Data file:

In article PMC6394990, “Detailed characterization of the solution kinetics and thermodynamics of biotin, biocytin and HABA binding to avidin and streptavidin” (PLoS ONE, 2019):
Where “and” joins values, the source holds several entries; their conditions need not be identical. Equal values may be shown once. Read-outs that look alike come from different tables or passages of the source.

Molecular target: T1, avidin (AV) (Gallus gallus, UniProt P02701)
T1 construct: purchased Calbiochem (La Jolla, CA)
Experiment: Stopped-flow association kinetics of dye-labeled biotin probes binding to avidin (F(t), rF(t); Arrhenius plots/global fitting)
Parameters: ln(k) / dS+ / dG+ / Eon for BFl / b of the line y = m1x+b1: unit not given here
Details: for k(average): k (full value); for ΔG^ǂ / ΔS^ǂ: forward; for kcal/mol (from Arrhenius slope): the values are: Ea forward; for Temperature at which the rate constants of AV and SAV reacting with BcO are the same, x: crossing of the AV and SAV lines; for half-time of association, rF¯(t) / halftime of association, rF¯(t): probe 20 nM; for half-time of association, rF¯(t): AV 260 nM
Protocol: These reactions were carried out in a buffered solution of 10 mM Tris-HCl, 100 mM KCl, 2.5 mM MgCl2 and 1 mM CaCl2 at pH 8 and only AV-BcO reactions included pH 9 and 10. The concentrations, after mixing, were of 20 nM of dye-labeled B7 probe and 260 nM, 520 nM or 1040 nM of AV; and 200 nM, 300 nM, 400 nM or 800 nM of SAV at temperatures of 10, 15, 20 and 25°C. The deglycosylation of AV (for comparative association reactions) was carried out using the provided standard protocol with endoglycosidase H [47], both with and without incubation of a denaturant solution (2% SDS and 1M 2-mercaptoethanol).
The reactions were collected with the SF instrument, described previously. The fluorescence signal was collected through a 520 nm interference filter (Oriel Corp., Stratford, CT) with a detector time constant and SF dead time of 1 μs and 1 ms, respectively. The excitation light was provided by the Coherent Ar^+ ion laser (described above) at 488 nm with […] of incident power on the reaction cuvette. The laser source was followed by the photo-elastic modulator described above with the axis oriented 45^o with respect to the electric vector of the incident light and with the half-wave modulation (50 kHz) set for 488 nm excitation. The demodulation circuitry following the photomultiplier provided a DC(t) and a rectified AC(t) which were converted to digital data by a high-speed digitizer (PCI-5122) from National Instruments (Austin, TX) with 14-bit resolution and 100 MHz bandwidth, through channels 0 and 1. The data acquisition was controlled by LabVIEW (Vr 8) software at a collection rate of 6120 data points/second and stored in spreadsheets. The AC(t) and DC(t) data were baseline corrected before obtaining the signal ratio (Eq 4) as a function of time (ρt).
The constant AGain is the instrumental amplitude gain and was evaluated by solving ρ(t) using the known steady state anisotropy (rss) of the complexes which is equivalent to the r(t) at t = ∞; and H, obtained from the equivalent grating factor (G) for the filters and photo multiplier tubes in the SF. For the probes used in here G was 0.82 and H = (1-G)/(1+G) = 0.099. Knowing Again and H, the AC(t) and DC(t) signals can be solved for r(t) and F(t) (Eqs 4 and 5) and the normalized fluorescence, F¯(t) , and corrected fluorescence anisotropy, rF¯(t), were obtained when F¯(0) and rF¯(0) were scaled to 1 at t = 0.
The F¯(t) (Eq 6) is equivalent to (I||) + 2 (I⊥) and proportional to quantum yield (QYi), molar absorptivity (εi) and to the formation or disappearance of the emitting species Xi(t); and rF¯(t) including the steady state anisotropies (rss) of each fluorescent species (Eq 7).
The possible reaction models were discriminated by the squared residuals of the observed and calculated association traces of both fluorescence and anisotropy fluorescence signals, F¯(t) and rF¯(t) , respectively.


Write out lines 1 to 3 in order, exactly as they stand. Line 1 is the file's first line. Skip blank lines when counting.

In article PMC6394990, “Detailed characterization of the solution kinetics and thermodynamics of biotin, biocytin and HABA binding to avidin and streptavidin” (PLoS ONE, 2019):
Where “and” joins values, the source holds several entries; their conditions need not be identical. Equal values may be shown once. Read-outs that look alike come from different tables or passages of the source.

Molecular target: T1, avidin (AV) (Gallus gallus, UniProt P02701)